Volume 1(1); Pages: 1-5, 2021 | DOI: 10.21873/cdp.10000
MOTOHIRO FUJIWARA, TAKESHI YUASA, YOSHINOBU KOMAI, RYO FUJIWARA, TOMOHIKO OGUCHI, NOBORU NUMAO, SHINYA YAMAMOTO and JUNJI YONESE
MOTOHIRO FUJIWARA, TAKESHI YUASA, YOSHINOBU KOMAI, RYO FUJIWARA, TOMOHIKO OGUCHI, NOBORU NUMAO, SHINYA YAMAMOTO and JUNJI YONESE
Department of Urology, Cancer Institute Hospital, Japanese Foundation for Cancer Research, Tokyo, Japan
Correspondence to: Motohiro Fujiwara, MD, Department of Urology, Cancer Institute Hospital, Japanese Foundation for Cancer Research, Ariake, Tokyo 135-8550, Japan. Tel: +81 358035295, e-mail: firstname.lastname@example.org
Received February 26, 2021 | Revised March 21, 2021 | Accepted March 22, 2021
Aim: To reduce the frequency of the need for hospital visits for patients with prostate cancer (PCa) taking androgen-deprivation therapy during the SARS-CoV-2 (COVID-19) pandemic, we switched them from gonadotropin-releasing hormone (GnRH) antagonist to a long-acting luteinizing hormone-releasing hormone (LH-RH) agonist. Here, we confirmed the efficacy and safety profile of this switching. Patients and Methods: We analyzed the medical records of 32 patients with PCa who received ADT and switched from GnRH antagonist to a long-acting LH-RH agonist during the COVID-19 pandemic, evaluating hematological and serological variables, including serum testosterone and prostate-specific antigen. Results: Before and after the switching from GnRH antagonist to LH-RH agonist, the median serum testosterone levels were 0.22 and 0.18 ng/ml, respectively, and the median serum prostatespecific antigen levels were 0.18 and 0.11 ng/ml, respectively. No changes in the rates of flare-ups of conditions or adverse events were observed. Conclusion: Switching from GnRH antagonist to a long-acting LH-RH agonist appears to be a reasonable option that does not diminish efficacy or exacerbate adverse events.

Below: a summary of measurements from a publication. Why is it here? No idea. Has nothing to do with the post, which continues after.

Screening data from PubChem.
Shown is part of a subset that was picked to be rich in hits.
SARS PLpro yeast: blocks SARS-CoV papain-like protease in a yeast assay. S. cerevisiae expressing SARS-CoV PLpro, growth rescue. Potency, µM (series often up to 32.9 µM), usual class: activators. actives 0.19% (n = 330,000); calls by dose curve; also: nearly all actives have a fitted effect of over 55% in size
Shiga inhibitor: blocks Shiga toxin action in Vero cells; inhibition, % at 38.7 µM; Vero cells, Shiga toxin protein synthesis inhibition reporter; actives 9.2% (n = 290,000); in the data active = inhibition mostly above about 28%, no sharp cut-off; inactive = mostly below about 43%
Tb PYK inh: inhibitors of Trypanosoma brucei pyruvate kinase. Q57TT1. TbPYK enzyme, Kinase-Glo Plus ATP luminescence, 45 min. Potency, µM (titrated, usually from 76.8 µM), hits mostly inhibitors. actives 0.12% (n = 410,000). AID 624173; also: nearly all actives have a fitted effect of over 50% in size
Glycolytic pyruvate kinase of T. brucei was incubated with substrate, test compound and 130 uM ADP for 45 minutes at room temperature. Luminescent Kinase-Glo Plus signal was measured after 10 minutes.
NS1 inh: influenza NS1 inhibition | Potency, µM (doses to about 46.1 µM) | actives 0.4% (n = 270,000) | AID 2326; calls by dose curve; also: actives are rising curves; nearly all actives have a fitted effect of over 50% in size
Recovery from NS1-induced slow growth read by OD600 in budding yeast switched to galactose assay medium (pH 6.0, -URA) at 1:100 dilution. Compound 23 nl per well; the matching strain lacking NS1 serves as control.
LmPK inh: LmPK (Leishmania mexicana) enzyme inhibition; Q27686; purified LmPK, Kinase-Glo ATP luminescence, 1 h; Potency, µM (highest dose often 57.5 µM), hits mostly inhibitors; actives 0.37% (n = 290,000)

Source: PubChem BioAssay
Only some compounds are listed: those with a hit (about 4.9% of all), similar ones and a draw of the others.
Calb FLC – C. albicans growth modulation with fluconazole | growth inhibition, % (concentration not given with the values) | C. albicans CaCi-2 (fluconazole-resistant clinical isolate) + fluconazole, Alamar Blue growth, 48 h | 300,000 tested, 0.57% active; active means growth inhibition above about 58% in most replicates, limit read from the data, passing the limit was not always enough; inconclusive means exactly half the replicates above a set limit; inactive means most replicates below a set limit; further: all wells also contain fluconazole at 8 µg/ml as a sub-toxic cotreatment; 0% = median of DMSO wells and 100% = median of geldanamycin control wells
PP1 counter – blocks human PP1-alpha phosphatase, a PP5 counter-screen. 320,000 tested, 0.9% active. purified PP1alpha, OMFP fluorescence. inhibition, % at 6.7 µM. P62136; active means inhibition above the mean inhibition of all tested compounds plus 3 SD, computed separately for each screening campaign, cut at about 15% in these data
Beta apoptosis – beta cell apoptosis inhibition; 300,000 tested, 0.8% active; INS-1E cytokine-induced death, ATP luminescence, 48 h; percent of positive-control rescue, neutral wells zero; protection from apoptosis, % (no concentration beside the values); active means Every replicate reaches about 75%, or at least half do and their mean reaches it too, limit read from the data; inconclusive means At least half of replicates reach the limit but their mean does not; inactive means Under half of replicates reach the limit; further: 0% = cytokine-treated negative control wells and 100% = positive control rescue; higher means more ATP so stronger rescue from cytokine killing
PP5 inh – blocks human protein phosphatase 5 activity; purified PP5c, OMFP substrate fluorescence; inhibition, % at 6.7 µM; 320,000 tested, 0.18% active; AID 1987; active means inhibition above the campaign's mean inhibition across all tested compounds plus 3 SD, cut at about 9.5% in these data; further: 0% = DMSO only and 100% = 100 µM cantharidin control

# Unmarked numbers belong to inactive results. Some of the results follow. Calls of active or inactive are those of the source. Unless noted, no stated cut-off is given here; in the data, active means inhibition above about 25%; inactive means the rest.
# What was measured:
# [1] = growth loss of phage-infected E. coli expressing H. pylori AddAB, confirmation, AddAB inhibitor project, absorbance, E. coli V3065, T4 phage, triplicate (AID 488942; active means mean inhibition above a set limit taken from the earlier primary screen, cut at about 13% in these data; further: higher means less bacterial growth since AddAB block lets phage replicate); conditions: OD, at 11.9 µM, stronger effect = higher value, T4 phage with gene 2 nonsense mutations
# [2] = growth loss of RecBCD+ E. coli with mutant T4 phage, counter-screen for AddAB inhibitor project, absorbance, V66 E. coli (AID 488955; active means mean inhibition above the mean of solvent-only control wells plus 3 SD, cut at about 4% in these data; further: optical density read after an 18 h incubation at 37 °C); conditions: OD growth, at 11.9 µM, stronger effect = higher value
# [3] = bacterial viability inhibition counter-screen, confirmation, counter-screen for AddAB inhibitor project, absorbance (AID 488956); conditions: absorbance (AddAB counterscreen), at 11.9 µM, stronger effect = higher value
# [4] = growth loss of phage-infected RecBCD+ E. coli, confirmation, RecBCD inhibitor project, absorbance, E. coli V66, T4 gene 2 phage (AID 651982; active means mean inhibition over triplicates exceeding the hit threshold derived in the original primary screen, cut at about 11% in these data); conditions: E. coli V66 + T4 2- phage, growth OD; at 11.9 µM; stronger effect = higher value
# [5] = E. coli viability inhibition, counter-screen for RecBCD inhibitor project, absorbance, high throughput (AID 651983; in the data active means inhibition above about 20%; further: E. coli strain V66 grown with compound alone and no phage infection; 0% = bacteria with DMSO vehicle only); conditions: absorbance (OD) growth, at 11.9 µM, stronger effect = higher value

The novel coronavirus disease 2019 (COVID-19) pandemic is changing Japanese medical society. In order to minimize the risk of infection among both patients and medical staff, telemedicine is now recommended. Our Institution has accordingly changed its general medical practices by beginning to offer consultations and prescriptions by telephone. We have also sought to enable more virtual and telephone interaction with our patients with prostate cancer during their treatment.
Androgen deprivation therapy (ADT) is the mainstream treatment paradigm for metastatic prostate cancer (1). The fundamental aim of this strategy, maintaining serum testosterone at the castration level (0.5 ng/ml), can be achieved with or without blockade agents for androgen receptor (1). Some blockade agents, such as bicalutamide, flutamide, enzalutamide, apalutamide, and abiraterone acetate, can be prescribed by telephone. The Japanese medical system allows physicians to send prescriptions for these agents to the patient’s nearest pharmacy without requiring the patient to visit the hospital. Other agents, such as the luteinizing hormone-releasing hormone (LH-RH) agonists, leuprorelin acetate and goserelin acetate, and the gonadotropin-releasing hormone (GnRH) antagonist degarelix, must be injected and therefore cannot be sent directly to the patients because the Japanese medical system does not allow patients to inject themselves with these medications.
At present, degarelix is the only GnRH antagonist available in Japan. Although degarelix blocks GnRH receptors in the pituitary gland, resulting in a rapid decrease in the production of testosterone, the effects of degarelix on androgen deprivation last for only 1 month (2, 3). LH-RH antagonists, in contrast, are available in 1-, 3-, and 6-month depot formulations (4-6). Several prospective and retrospective studies have demonstrated that patients can also be safely switched from GnRH antagonist therapy to LH-RH agonist therapy without any adverse clinical or oncological effects (7-10). In order to reduce the frequency of required hospital visits for our patients during the COVID-19 pandemic, we switched them from the GnRH antagonist degarelix to long-acting LH-RH agonists. Here, we report the efficacy and safety profile of this emergent switch in a retrospective pilot study.